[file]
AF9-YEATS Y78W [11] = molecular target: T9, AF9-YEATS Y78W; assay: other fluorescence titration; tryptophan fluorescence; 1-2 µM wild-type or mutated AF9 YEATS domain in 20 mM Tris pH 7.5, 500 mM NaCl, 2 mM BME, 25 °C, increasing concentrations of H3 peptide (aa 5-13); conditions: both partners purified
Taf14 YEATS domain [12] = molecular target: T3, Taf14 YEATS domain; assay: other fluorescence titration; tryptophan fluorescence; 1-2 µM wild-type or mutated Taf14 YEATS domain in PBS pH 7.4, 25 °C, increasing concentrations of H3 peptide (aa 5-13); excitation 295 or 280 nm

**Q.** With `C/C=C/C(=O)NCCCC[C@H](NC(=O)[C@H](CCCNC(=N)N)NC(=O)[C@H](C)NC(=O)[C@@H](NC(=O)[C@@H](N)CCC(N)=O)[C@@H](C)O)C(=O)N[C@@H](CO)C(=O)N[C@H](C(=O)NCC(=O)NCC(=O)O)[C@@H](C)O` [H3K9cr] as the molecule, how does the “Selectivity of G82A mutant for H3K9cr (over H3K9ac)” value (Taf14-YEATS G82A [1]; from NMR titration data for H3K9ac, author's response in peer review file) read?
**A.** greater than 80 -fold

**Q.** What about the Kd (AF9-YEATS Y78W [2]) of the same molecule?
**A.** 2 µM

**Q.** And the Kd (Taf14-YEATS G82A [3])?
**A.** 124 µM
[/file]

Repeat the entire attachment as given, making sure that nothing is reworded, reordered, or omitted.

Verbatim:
AF9-YEATS Y78W [11] = molecular target: T9, AF9-YEATS Y78W; assay: other fluorescence titration; tryptophan fluorescence; 1-2 µM wild-type or mutated AF9 YEATS domain in 20 mM Tris pH 7.5, 500 mM NaCl, 2 mM BME, 25 °C, increasing concentrations of H3 peptide (aa 5-13); conditions: both partners purified
Taf14 YEATS domain [12] = molecular target: T3, Taf14 YEATS domain; assay: other fluorescence titration; tryptophan fluorescence; 1-2 µM wild-type or mutated Taf14 YEATS domain in PBS pH 7.4, 25 °C, increasing concentrations of H3 peptide (aa 5-13); excitation 295 or 280 nm

**Q.** With `C/C=C/C(=O)NCCCC[C@H](NC(=O)[C@H](CCCNC(=N)N)NC(=O)[C@H](C)NC(=O)[C@@H](NC(=O)[C@@H](N)CCC(N)=O)[C@@H](C)O)C(=O)N[C@@H](CO)C(=O)N[C@H](C(=O)NCC(=O)NCC(=O)O)[C@@H](C)O` [H3K9cr] as the molecule, how does the “Selectivity of G82A mutant for H3K9cr (over H3K9ac)” value (Taf14-YEATS G82A [1]; from NMR titration data for H3K9ac, author's response in peer review file) read?
**A.** greater than 80 -fold

**Q.** What about the Kd (AF9-YEATS Y78W [2]) of the same molecule?
**A.** 2 µM

**Q.** And the Kd (Taf14-YEATS G82A [3])?
**A.** 124 µM